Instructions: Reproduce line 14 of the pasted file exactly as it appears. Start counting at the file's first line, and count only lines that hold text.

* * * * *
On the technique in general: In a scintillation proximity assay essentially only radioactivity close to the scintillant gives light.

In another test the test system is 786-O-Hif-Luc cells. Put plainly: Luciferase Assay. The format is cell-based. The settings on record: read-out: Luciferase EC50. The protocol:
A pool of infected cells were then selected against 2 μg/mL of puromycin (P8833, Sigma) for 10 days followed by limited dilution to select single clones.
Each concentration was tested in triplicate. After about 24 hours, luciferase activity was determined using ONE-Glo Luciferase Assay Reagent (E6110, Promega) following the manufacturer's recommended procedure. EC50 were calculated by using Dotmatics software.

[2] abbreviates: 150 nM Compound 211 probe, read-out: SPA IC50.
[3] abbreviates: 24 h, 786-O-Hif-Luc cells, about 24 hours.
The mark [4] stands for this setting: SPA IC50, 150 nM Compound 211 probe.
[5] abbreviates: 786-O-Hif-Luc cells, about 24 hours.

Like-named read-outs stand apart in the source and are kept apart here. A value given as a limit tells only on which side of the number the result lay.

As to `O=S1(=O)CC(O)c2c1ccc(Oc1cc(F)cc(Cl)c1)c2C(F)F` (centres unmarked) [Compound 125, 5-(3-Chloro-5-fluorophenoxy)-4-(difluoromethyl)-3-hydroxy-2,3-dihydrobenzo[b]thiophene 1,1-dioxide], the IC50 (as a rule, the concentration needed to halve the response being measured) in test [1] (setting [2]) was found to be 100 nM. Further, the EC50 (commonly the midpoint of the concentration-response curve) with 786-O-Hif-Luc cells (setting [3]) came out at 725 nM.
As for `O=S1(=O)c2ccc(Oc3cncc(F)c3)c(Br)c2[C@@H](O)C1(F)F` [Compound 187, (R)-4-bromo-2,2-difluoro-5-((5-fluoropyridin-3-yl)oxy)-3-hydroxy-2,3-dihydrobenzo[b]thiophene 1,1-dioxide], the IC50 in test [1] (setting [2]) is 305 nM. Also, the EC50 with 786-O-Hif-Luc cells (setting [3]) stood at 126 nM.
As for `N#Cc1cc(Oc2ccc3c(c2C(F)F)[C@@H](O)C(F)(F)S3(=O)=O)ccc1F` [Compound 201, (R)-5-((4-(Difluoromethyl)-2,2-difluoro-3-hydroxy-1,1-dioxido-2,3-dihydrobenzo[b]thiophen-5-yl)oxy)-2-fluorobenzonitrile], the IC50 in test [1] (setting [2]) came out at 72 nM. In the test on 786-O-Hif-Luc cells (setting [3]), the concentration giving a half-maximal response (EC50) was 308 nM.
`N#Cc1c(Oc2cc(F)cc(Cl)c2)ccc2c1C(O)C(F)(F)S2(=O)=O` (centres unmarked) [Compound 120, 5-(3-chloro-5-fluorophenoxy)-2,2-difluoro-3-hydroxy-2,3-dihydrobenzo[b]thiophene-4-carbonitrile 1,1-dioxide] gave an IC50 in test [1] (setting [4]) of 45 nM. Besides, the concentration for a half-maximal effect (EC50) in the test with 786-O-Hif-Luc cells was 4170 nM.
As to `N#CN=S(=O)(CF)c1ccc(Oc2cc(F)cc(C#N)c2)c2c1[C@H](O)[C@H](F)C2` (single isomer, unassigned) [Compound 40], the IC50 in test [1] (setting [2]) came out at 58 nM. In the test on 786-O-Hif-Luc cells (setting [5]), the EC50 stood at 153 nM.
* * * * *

As to `N#CN=S(=O)(CF)c1ccc(Oc2cc(F)cc(C#N)c2)c2c1[C@H](O)[C@H](F)C2` (single isomer, unassigned) [Compound 40], the IC50 in test [1] (setting [2]) came out at 58 nM. In the test on 786-O-Hif-Luc cells (setting [5]), the EC50 stood at 153 nM.